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Kant (realisation)

I was on the train and the train happened to pass by a canal-side path I used to cycle down at university. As it went by, I thought about whether it was the same path as over a decade before—it looked the same, and yet I knew everything about it had changed (changed week to week, from the leaves on the trees to the eroded gravel). It was then it struck me in a visceral way what Kant meant: the only reason I thought about it that way was because I had a memory of it and compared it today to a memory—for someone else, this was only a pseudo-problem, since they’d never seen it before or had only seen it from a different perspective.

At that moment, I realised that I was caught in my own subjectivity and that “the path” did not really exist—or, rather, it existed in hundreds of thousands of different minds, albeit in slightly different iterations. I just mistook the way my own consciousness compared the path to a memory of the path (perhaps an anticipation of the path) for the path itself—and then asked, “Is that the same path?”. Really, I was engaged in monumental solipsism. The path itself is not accessible—there was only what was in my head, and whether “the path” is really there or not is unknowable.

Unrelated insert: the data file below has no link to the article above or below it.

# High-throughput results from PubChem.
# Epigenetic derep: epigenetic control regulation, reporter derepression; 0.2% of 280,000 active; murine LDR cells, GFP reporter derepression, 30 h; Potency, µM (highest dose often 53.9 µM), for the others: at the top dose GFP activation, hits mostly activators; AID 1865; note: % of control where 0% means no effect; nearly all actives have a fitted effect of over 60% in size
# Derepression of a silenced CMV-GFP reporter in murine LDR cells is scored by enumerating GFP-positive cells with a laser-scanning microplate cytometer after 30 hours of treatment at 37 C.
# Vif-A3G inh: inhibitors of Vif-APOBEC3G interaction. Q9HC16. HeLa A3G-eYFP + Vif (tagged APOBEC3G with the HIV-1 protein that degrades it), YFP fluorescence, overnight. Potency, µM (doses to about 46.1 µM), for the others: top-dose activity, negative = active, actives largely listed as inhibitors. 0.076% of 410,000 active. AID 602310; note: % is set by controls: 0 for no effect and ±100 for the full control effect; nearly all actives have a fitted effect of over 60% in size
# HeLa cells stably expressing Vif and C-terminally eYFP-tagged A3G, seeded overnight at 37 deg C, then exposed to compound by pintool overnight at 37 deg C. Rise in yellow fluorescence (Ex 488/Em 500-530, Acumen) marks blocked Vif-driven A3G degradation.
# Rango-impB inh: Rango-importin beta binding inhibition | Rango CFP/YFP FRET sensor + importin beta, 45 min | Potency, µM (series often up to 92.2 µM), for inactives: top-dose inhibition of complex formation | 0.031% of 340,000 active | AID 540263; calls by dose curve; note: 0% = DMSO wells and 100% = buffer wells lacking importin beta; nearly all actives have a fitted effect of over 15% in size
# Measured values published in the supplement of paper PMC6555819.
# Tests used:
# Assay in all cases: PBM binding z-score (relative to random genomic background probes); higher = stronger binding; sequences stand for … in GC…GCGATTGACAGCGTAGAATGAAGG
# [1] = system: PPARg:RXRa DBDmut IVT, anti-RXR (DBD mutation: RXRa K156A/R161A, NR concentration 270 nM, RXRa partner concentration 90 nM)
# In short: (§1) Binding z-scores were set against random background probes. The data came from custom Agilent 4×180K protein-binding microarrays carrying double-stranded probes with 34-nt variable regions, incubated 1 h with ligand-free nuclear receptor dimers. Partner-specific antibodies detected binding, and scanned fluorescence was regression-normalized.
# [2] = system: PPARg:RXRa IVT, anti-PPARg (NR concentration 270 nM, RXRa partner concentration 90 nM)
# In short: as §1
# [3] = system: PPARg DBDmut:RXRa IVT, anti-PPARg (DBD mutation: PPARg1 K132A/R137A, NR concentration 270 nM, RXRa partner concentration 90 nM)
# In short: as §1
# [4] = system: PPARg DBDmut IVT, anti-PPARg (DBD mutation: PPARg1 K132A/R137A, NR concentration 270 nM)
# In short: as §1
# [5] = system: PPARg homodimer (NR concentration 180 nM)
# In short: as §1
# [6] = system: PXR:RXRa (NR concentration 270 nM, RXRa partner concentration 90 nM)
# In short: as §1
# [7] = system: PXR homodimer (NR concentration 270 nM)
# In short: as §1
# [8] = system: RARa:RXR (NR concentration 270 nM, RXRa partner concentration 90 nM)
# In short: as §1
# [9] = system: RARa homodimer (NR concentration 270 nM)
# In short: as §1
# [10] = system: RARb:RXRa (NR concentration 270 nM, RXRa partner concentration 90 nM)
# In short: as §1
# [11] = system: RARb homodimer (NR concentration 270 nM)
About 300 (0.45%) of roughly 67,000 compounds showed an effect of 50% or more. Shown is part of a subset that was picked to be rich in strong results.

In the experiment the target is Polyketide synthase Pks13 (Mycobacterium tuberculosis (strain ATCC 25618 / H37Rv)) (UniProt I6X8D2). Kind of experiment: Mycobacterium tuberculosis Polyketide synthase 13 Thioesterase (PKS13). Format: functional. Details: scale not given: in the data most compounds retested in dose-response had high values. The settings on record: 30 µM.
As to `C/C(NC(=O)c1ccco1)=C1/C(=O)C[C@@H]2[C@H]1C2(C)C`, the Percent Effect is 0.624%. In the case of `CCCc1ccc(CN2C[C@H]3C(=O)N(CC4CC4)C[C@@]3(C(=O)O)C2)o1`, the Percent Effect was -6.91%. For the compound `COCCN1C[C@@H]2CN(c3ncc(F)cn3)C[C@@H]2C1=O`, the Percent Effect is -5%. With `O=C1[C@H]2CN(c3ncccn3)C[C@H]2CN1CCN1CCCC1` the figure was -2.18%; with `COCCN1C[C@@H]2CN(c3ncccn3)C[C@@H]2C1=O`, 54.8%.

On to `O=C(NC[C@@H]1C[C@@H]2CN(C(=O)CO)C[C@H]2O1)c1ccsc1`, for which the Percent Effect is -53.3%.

The sensation made me quite dizzy, because it prompted the notion that what is really “out there” is totally unknown to me. It created an image in my mind of a great empty void into which Saturn and Jupiter are pulled—and which is, perhaps, filled with some divine light. The situation evoked a profound sense of detachment—a sensation that what is “real” is illusory. It made me conscious as to the way I naïvely painted my own view onto the situation—just assumed that my perspective was somehow privileged. Actually, I don’t have a deep insight into reality at all.


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